Pointing the troopy south, we make our way back to Denali. The Highway of the same name begins about 40kms south of the park entrance and heads east for 215 kms where it meets the Richardson Highway. All but 35 km is gravel, which is variable but generally good. We decided to travel the Denali Highway because we had heard from other travellers about the magnificent mountain views along the way and the lack of traffic we would come across. As it was, the smoke from bushfires to the south put paid to any significant distant views and it being the Labor Day long weekend and beginning of the hunting season (not sure which poor animal this applied to) meant we weren’t exactly alone on the road.
However, our timing could not have been better for us to be absolutely amazed at the stunning vistas of autumn color everywhere. As the day went on the sky cleared and the views of the mighty snow capped ranges that surround this road, added to the spectacle.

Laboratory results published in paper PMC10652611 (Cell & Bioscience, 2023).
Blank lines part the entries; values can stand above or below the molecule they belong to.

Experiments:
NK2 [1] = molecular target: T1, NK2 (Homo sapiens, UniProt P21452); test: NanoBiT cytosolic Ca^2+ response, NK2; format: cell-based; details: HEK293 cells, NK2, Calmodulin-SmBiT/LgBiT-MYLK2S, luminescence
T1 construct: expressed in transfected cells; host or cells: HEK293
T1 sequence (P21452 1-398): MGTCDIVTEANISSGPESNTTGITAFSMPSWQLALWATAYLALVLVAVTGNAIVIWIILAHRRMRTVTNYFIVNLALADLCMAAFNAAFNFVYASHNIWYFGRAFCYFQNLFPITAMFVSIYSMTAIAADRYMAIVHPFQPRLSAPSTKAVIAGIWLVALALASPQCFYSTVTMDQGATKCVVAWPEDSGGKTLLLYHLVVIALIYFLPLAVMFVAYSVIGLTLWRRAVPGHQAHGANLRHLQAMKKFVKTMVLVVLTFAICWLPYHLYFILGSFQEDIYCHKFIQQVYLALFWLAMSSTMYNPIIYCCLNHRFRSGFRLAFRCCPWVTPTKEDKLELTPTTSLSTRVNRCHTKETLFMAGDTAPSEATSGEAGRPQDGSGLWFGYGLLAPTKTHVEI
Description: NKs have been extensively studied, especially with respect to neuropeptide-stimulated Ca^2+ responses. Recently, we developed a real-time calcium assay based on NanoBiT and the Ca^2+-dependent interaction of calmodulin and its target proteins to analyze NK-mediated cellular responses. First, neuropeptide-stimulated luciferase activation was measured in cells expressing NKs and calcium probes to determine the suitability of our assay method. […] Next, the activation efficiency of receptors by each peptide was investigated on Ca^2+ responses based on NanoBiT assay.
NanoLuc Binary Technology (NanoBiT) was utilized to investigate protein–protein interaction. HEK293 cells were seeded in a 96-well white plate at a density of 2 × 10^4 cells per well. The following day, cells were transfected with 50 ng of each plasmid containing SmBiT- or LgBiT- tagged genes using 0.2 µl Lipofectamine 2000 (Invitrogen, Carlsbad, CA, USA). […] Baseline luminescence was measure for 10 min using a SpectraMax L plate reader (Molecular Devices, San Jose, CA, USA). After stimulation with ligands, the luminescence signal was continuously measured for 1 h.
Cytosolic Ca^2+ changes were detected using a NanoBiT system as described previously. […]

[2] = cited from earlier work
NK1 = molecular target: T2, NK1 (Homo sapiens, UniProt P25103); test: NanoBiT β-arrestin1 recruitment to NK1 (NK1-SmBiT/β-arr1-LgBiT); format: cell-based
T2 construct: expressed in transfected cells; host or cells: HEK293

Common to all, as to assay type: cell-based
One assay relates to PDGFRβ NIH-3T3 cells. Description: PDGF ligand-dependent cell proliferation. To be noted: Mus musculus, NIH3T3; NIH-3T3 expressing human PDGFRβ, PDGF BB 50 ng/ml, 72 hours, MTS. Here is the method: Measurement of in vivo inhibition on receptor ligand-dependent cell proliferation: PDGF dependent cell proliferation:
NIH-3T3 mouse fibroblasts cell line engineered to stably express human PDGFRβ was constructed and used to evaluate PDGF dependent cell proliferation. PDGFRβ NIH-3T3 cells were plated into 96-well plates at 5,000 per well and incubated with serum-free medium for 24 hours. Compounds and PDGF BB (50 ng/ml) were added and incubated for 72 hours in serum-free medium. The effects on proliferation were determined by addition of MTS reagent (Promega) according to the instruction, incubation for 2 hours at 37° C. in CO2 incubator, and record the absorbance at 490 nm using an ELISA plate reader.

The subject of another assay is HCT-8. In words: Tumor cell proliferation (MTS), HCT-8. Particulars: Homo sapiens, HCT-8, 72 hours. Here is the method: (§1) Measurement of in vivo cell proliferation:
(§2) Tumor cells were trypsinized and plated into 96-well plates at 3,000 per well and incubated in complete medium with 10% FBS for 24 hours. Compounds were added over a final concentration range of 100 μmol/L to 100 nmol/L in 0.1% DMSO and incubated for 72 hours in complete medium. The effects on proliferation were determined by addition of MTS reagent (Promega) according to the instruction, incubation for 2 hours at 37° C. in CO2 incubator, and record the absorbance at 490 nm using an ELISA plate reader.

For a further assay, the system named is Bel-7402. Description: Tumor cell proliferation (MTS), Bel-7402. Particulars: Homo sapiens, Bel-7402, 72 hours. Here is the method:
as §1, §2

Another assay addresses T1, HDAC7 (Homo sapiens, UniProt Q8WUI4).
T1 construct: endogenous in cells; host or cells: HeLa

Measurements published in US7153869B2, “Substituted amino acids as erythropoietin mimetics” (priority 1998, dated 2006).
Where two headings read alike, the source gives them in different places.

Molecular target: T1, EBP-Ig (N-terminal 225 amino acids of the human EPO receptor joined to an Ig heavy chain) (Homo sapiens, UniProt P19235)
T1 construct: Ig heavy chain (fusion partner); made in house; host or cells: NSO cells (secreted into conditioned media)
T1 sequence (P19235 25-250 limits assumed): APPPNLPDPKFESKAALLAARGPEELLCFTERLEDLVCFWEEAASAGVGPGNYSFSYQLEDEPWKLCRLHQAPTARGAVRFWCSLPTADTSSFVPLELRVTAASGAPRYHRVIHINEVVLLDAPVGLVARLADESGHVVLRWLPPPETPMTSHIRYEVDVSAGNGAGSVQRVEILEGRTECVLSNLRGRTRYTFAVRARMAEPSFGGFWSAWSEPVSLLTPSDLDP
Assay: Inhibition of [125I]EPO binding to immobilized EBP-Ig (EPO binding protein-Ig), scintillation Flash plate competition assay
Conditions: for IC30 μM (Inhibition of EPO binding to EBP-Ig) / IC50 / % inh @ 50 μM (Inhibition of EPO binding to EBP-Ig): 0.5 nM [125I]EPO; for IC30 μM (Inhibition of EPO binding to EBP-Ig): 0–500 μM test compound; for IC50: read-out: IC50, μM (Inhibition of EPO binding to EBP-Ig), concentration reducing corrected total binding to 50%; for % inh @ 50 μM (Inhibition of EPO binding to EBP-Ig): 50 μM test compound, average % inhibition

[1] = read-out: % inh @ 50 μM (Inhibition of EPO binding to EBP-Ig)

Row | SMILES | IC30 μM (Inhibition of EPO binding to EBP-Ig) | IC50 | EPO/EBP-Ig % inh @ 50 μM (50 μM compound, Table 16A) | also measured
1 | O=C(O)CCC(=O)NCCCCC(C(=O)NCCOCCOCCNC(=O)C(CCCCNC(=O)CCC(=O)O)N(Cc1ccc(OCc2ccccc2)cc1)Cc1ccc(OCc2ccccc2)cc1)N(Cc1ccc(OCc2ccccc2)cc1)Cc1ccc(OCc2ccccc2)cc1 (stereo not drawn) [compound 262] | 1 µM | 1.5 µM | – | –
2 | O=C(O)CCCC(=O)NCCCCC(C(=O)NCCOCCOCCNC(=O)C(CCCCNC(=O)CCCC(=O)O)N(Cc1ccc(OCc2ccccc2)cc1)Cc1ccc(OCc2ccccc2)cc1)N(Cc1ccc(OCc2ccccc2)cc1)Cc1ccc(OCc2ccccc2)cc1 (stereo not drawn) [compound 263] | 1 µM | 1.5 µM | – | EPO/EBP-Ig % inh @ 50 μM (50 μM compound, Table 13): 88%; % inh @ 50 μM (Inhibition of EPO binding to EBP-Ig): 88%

The ‘wow’ meter was turned all the way up and the cameras got a good workout! We did manage to just complete the length of the highway and after turning north, stopped for the night in the shadow of the Gulkana Glacier.
The night was memorable because it was our first successful experience of the Northern Lights, Aurora Borealis. After a couple of false starts north of Fairbanks and a night on the Parks highway a few days before, we were rewarded sometime after 1.00am with the strange and eerie streaks, bands, whirls and flowing shapes of the aurora. The speed at which shapes formed and changed, appeared and disappeared was not what we expected and although it was probably not as spectacular as the mid winter displays, we fell into bed cold and gratified for the experience. Thank goodness we have nice little heater in the car to make it toasty warm.
Heading north in the morning, we followed the Alaskan Pipeline to Delta Junction and then turned southeast onto the Alaskan Highway and headed towards the Canadian Border and back into the Yukon.
After a wild camp on a lake, we continued southeast, tracking the edge of Kluane National Park to the south. The changing colors of the landscape and the distant views of the Elias Range made the kms fly by and by mid afternoon we crossed back into Alaska just short of our destination of Haines.